Global investment outlook 2024: Steering through turning tides

Growth, inflation and monetary policy shifts should generate opportunities for investors to rotate to a more constructive stance during the year.

Steering through turning tides

Prepare for a year of change and new directions

For 2024, we see a fragmented outlook with divergent economic trajectories and geopolitical themes.

 

A key feature will be the turning tide for monetary policy, taking a more accommodative stance at the end of the first half.

 

 

Prepare for a year of change and new directions

Global Investment Outlook 2024 - Steering through turning tides

5 themes to keep an eye on

1. Turning tides in global growth, with US recession in sight for H1 2024

If the Middle East crisis remains contained, we expect a weaker global economic outlook, driven by the slowdown in Developed Markets (DM). The US will tiptoe into a recession in H1, while Eurozone growth remains mildly positive.

2. Emerging Markets (EM) resilient but with higher fragmentation. Asia winner in investment flows

A great reallocation, friend-shoring, supply chain de-risking, as well as the net zero or technological transformation should continue to direct investments towards Asia. India’s economic prospects remain bright.

3. Inflation continues to moderate, but central banks remain vigilant

Weaker demand should inflation closer to central banks’ targets by the end of next year, barring a major energy shock. DM central banks remain on a hawkish pause for H1, until inflation eases, while EM central banks have some room to cut rates. 

4. Financing the green transition is the main target for fiscal policies

Investments targeting the energy transition continue to be deployed in a constrained fiscal space, with governments trying to regain discipline. In the Eurozone, we see an acceleration in the release of NextGenerationEU (NGEU) funds. In the US, more investment will stem from incentives (IRA and CHIPS acts), but not enough to offset the consumption slowdown.

5. Geopolitical realignment at play in 2024

As new challenges to the global order emerge, most countries will continue to prioritise individual needs and improve their positioning. We expect 2024 to be a year of transition, higher tension and growing protectionism.

What could the global economy look like in 2024?

A fragmented outlook, with low tide on growth

Investment convictions
from our CIOs

Investing in 2024 will be about being long duration, building income with credit, EM bonds and dividends, and seeking growth in Asia, as well as exploiting structural themes.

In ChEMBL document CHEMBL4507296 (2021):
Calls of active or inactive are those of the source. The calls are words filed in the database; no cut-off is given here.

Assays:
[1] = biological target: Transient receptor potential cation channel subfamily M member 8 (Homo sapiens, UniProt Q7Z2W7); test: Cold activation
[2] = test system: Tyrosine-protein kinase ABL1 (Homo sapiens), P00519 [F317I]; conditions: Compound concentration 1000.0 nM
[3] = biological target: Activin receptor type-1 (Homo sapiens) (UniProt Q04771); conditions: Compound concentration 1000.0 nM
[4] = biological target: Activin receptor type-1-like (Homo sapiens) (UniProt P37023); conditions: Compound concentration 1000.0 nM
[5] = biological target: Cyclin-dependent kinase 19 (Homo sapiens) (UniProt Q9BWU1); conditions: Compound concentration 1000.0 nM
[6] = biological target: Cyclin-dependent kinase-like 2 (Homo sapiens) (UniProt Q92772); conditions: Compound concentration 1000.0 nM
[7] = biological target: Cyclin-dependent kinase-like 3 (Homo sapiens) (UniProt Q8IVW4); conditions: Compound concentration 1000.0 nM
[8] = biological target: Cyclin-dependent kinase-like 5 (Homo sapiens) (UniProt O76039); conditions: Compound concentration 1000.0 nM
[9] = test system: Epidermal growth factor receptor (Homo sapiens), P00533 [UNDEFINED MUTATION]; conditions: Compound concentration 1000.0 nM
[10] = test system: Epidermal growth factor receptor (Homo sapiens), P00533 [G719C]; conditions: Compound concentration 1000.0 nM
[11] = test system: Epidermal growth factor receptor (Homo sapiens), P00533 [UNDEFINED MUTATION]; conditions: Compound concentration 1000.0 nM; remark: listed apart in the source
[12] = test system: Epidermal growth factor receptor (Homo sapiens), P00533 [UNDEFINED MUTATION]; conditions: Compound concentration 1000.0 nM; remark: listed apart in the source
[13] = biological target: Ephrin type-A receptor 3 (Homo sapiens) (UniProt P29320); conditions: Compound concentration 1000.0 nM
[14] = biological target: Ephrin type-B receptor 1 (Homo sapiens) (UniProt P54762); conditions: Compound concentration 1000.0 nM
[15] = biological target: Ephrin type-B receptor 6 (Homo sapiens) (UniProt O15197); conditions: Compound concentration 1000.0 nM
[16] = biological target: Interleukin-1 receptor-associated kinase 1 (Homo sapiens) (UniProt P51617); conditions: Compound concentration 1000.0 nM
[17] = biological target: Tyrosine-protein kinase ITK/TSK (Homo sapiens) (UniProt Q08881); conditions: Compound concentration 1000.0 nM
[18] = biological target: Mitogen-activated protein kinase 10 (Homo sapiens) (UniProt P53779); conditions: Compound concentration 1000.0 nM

Diversification in 60/40 portfolios restored in a low growth/ falling inflation scenario, but watch out for volatility increase

The high disparity in valuations and the drying up of excess liquidity will lead to higher equity volatility. Lower growth/diminishing inflation may favour a return to negative bond-equity correlation, benefitting cross asset strategies.

Fixed income is king amid peaking rates

High debt levels and the normalisation of central bank balance sheets will mean that markets will have to absorb a higher supply of bonds. Yields, at their highest levels in multiple years, may attract long-term investors willing to reload the income engine of their portfolios. Adding duration on entering 2024 will be key, as well as favouring high-quality credit. Currency management will be key next year, with a weaker US dollar on the cards.

In equities, defensiveness and quality value first, then cyclical markets/sectors when the easing cycle starts

Concentration risk is high as US equity market upside has been driven by just a few names. Entering 2024, favour value in the US and Japan, and sustainable dividends globally. Later, move towards more cyclical markets and sectors, such as Europe.

 

EM bonds lifted by peaking rates and inflation. In equities, Asia in focus

A pause, followed by cuts from the Fed and a possible US dollar depreciation, bode well for EM assets. Fixed income hard currency debt is favoured at the start of the year and local currency debt should be in focus when the Fed pivot approaches.

 

ESG investing should focus on net zero and explore themes that are gaining traction

The energy transition remains the top focus. We expect investments into EM to accelerate with the private sector playing a key role. In equities, we are focusing on the decarbonisation of buildings, food waste reduction, sustainable farming and technologies that can boost the transition.

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